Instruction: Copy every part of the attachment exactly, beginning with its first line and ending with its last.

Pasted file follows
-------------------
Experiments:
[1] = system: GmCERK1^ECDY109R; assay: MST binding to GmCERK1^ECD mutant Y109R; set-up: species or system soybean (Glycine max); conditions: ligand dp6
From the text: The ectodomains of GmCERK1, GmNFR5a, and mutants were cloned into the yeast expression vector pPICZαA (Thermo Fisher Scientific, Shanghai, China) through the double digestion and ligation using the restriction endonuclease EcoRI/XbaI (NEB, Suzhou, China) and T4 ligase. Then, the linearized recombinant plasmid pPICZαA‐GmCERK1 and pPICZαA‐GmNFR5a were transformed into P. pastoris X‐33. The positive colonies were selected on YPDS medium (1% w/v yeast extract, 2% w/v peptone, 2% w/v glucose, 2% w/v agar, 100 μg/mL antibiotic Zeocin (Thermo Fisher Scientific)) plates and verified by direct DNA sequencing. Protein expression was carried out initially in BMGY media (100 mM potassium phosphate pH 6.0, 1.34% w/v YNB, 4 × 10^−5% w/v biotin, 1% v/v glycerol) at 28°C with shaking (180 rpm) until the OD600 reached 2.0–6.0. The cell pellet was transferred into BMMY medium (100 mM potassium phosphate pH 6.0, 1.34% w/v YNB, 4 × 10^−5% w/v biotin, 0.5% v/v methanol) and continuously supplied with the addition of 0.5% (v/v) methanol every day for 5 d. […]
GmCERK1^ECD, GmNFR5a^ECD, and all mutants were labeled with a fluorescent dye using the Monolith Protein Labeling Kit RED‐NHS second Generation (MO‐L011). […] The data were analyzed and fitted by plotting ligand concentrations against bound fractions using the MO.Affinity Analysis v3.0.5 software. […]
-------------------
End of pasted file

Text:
Experiments:
[1] = system: GmCERK1^ECDY109R; assay: MST binding to GmCERK1^ECD mutant Y109R; set-up: species or system soybean (Glycine max); conditions: ligand dp6
From the text: The ectodomains of GmCERK1, GmNFR5a, and mutants were cloned into the yeast expression vector pPICZαA (Thermo Fisher Scientific, Shanghai, China) through the double digestion and ligation using the restriction endonuclease EcoRI/XbaI (NEB, Suzhou, China) and T4 ligase. Then, the linearized recombinant plasmid pPICZαA‐GmCERK1 and pPICZαA‐GmNFR5a were transformed into P. pastoris X‐33. The positive colonies were selected on YPDS medium (1% w/v yeast extract, 2% w/v peptone, 2% w/v glucose, 2% w/v agar, 100 μg/mL antibiotic Zeocin (Thermo Fisher Scientific)) plates and verified by direct DNA sequencing. Protein expression was carried out initially in BMGY media (100 mM potassium phosphate pH 6.0, 1.34% w/v YNB, 4 × 10^−5% w/v biotin, 1% v/v glycerol) at 28°C with shaking (180 rpm) until the OD600 reached 2.0–6.0. The cell pellet was transferred into BMMY medium (100 mM potassium phosphate pH 6.0, 1.34% w/v YNB, 4 × 10^−5% w/v biotin, 0.5% v/v methanol) and continuously supplied with the addition of 0.5% (v/v) methanol every day for 5 d. […]
GmCERK1^ECD, GmNFR5a^ECD, and all mutants were labeled with a fluorescent dye using the Monolith Protein Labeling Kit RED‐NHS second Generation (MO‐L011). […] The data were analyzed and fitted by plotting ligand concentrations against bound fractions using the MO.Affinity Analysis v3.0.5 software. […]